Wednesday, 7 January 2009

Wed 7th Jan

Evenin' all,

Well, what a lot of interest about 'breathers'. Between Idridgehay and
Shottle, we have about one and a half miles of continuously welded rail
-well it will be in due course. Rail expands and contracts with
heat/cold. On jointed track of 60', the expansion is taken up at the
rail joints which expand or contract only a small amount. Over 1.5
miles this movement can be quite large. To conpensate for this movement
at either end we have breather switches aka expansion gapd, where the
rails are cut along the last 18" or so lengthways, one rail is fixed
and the one attached to the CWR slides back and forth to take account
iof rail movement. Our rails have not been serviced for many years and
had seized up fully tight. The best way to open the gap is to unclip
the cwr on a really cold day so that the rail contracts, as it does so,
it breaks the rust seal, which is what occured. The ends are then
covered in grease including all fishing surfaces. When the rails heat
up, the gap will close again. If there was no movement the rail would
still expoand in hot weather, but instead of the rail getting longer,
it would bow outwards and the track would spread.
This treatment allows for natural expansion over the last 130 meters
only, at either end, the remaining rail between the two ends can then
either have a natural stress (rail temperature 27 - 34 degrees) or can
be machine stressed. This will be done once welding has been completed.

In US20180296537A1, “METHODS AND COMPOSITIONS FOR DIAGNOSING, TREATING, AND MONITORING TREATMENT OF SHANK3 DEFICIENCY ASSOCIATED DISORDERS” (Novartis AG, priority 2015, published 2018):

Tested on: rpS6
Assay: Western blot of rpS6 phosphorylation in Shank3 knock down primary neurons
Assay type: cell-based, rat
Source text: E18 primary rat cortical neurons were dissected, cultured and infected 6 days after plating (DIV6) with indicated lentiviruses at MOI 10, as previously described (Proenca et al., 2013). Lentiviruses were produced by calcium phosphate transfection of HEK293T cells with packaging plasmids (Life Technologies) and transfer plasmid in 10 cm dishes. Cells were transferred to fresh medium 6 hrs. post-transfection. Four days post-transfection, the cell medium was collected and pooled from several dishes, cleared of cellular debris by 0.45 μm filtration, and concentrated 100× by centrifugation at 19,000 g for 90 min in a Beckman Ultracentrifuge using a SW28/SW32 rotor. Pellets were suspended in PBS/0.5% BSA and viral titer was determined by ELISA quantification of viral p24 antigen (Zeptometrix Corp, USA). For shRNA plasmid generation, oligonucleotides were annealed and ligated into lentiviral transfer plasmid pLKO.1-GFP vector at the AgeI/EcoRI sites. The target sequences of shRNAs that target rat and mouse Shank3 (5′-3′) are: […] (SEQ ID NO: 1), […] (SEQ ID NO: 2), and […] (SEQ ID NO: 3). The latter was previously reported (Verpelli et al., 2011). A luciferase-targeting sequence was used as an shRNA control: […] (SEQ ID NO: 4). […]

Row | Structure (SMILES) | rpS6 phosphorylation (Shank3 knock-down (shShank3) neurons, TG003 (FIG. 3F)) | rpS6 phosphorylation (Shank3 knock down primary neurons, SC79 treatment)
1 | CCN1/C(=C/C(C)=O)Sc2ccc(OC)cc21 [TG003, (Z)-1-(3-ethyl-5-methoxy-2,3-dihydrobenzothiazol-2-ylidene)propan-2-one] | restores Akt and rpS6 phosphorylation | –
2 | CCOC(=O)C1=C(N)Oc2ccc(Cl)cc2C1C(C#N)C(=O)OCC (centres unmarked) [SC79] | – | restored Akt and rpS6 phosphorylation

We had planned to do the Shottle end today but the temperature rose to
a balmy 5 degrees. As that end is on the downhill end of the CWR it
would have to have been pulled back further to open the gap, as owing
to some rail creap extra pressure has been put on the breather, this
will have to wait for another day.

However, other work was carried out at Shottle including the creation
of a temporary roadway in the yard to allow the spoil mountain to be
moved, the RRAP had more stone dropped on it to allow road/rail
vehicles to on and off track easier., sleepers were moved as were
concrete fence posts and bags of clips/pads etc. More logs were
collected on the return trip.

Some visitors were given the grand tour, which may lead to new
business.

A number of visitors arrived for a look around and spent a couple of
bob in the Booking Hall. More log cutting and sales. Pat Craft spent
most of the day carrying out a sortout and stocktake.

Phil

50% off Norton Security 2009 - http://www.tiscali.co.uk/security

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